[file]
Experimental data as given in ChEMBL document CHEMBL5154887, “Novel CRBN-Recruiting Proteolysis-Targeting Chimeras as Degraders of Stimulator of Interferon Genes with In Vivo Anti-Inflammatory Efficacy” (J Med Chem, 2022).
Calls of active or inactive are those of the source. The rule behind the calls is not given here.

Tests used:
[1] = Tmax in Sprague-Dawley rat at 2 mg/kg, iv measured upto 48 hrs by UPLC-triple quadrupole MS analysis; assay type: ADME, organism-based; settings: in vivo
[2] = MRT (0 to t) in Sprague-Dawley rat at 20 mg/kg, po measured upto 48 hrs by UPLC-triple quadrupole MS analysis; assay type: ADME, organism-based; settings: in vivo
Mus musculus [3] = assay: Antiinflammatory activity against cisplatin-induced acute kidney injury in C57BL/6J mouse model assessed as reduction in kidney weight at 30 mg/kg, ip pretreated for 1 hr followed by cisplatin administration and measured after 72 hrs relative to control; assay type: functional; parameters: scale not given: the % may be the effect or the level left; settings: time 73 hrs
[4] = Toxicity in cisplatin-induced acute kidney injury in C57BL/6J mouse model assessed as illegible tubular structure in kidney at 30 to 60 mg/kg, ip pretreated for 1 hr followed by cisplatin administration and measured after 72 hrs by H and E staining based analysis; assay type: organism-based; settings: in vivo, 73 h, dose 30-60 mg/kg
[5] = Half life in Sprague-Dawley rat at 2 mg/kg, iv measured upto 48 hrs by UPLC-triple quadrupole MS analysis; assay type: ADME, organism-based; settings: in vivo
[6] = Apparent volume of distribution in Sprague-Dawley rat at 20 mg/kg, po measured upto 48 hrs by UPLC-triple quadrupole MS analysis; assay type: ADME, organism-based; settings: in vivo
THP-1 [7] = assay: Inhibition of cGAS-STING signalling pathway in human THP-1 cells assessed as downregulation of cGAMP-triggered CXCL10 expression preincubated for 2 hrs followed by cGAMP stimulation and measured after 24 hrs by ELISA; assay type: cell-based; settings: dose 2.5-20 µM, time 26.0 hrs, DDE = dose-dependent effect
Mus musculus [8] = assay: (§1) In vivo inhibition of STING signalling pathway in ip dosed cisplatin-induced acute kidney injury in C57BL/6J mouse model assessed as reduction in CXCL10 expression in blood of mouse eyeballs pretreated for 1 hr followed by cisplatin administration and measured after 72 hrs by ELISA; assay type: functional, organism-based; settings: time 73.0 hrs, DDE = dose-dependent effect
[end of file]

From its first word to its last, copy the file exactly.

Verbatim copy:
Experimental data as given in ChEMBL document CHEMBL5154887, “Novel CRBN-Recruiting Proteolysis-Targeting Chimeras as Degraders of Stimulator of Interferon Genes with In Vivo Anti-Inflammatory Efficacy” (J Med Chem, 2022).
Calls of active or inactive are those of the source. The rule behind the calls is not given here.

Tests used:
[1] = Tmax in Sprague-Dawley rat at 2 mg/kg, iv measured upto 48 hrs by UPLC-triple quadrupole MS analysis; assay type: ADME, organism-based; settings: in vivo
[2] = MRT (0 to t) in Sprague-Dawley rat at 20 mg/kg, po measured upto 48 hrs by UPLC-triple quadrupole MS analysis; assay type: ADME, organism-based; settings: in vivo
Mus musculus [3] = assay: Antiinflammatory activity against cisplatin-induced acute kidney injury in C57BL/6J mouse model assessed as reduction in kidney weight at 30 mg/kg, ip pretreated for 1 hr followed by cisplatin administration and measured after 72 hrs relative to control; assay type: functional; parameters: scale not given: the % may be the effect or the level left; settings: time 73 hrs
[4] = Toxicity in cisplatin-induced acute kidney injury in C57BL/6J mouse model assessed as illegible tubular structure in kidney at 30 to 60 mg/kg, ip pretreated for 1 hr followed by cisplatin administration and measured after 72 hrs by H and E staining based analysis; assay type: organism-based; settings: in vivo, 73 h, dose 30-60 mg/kg
[5] = Half life in Sprague-Dawley rat at 2 mg/kg, iv measured upto 48 hrs by UPLC-triple quadrupole MS analysis; assay type: ADME, organism-based; settings: in vivo
[6] = Apparent volume of distribution in Sprague-Dawley rat at 20 mg/kg, po measured upto 48 hrs by UPLC-triple quadrupole MS analysis; assay type: ADME, organism-based; settings: in vivo
THP-1 [7] = assay: Inhibition of cGAS-STING signalling pathway in human THP-1 cells assessed as downregulation of cGAMP-triggered CXCL10 expression preincubated for 2 hrs followed by cGAMP stimulation and measured after 24 hrs by ELISA; assay type: cell-based; settings: dose 2.5-20 µM, time 26.0 hrs, DDE = dose-dependent effect
Mus musculus [8] = assay: (§1) In vivo inhibition of STING signalling pathway in ip dosed cisplatin-induced acute kidney injury in C57BL/6J mouse model assessed as reduction in CXCL10 expression in blood of mouse eyeballs pretreated for 1 hr followed by cisplatin administration and measured after 72 hrs by ELISA; assay type: functional, organism-based; settings: time 73.0 hrs, DDE = dose-dependent effect